Food Art: Chocolate Popcorn, food photography by SandeeA

By Tuesday, August 9, 2011 Permalink 0

These photos are by SandeeA, author of the column Food Play, and who runs a site called La Receta de la Felicidad. SandeeA is never lacking ideas when it comes to playful, fun recipes. Click Scrumptious Jelly-Filled Fruits – Sandee A.’s Strawberry Bananas are a Fruity Way to Feed Friends
to find the recipe for this chocolate popcorn. It would be a great recipe to get your kids in the kitchen!

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MarketDay: Everything You Need to Know About Indian Mangoes

By Wednesday, April 27, 2011 Permalink 0

by Jonell Galloway

Indian Mangoes: Alphonso, Alphonso!

Indian mangoes are in season from March to May. They are the ugliest mangoes around, but for me, there is no question they are the best. Not surprising, since mangoes come from India in the first place. They have an almost spicy taste that nicely compliments the sweetness.

Indian mangoes may be the ugliest ones, but they are the tastiest!
Indian mangoes may be the ugliest ones, but they are the tastiest!

How to choose a mango

Indian mangoes often look bruised and half-rotten compared to other varieties when in fact they are at their very best. All you have to do is feel them to check how ripe they are. They should be slightly soft and smell full and fruity.

I buy them by the carton in Geneva’s Boulevard Helvétique market, or from Indian supermarkets. It’s all right to buy some that are not quite ripe so that you can eat them over a period of several days, or use some of them in green mango recipes. Indian mangoes ripen better off the tree than other varieties.

Mango shelf life

Mangoes keep well in the refrigerator for a week and often even two. Don’t put them in plastic. Leave them loose in the fruit bin or in the carton if you’ve bought a whole carton.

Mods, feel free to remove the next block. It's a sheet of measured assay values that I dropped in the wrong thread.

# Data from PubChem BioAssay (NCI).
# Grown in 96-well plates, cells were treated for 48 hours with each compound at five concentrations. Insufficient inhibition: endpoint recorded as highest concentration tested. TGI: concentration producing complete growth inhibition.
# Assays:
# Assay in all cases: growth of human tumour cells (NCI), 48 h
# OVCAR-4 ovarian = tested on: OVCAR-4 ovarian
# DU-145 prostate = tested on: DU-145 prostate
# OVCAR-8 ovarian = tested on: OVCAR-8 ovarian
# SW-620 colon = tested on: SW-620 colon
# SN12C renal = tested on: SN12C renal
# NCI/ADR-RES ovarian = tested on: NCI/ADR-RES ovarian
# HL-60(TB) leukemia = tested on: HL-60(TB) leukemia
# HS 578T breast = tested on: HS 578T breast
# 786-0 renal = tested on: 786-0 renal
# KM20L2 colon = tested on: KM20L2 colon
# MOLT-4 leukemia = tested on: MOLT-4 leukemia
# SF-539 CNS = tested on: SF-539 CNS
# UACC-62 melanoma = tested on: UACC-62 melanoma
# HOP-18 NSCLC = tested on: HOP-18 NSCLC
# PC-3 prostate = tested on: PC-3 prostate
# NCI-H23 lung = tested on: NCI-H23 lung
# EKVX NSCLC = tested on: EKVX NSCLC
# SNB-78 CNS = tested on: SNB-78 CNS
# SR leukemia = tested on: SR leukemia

If they’re not ripe enough, put them in a paper bag and leave them at room temperature until they’re ready, just like for avocados.

India is the largest producer of mangoes in the world, with 2,143,000 hectares harvested, according to the Wikipedia. Indians eat them both ripe and green, rather like papayas, and like papayas, they contain an enzyme that aids digestion.

A single mango can contain up to 40% of the fiber you need daily, and is full of antioxidants and potassium.

How to eat a mango

Mango as a fruit on its own

The “How to Eat a Mango” section on the freshmangoes site explains step by step with illustrations for cutting and eating.

Mango as an accompaniment to a meal or a condiment

Mango chutney is good with fish, and makes a simple, healthy meal when served with Basmati rice. Green mango sauce is an easy way to liven up a piece of grilled meat or chicken. The freshmangoes site gives recipes of every imaginable type.

And of course, what is more delightful than a fresh, ripe mango to clean your palate and help you digest after a big meal.

If mangoes are your favorite fruit, and you think you can’t live without them (which is my case), Jonathan Allen’s article in the New York Times is a must.

The Buddha supposedly lived under a mango tree, and above all, this “king of fruits,” as it is often referred to, is associated with “abundance, joyousness and the carefree innocence of childhood,” says T.S. Satyan. I remember the first time I ever tasted mango juice, as they call it in India (it’s actually just puréed mango). I certainly felt enlightened!

A version of this article was originally published on GenevaLunch.

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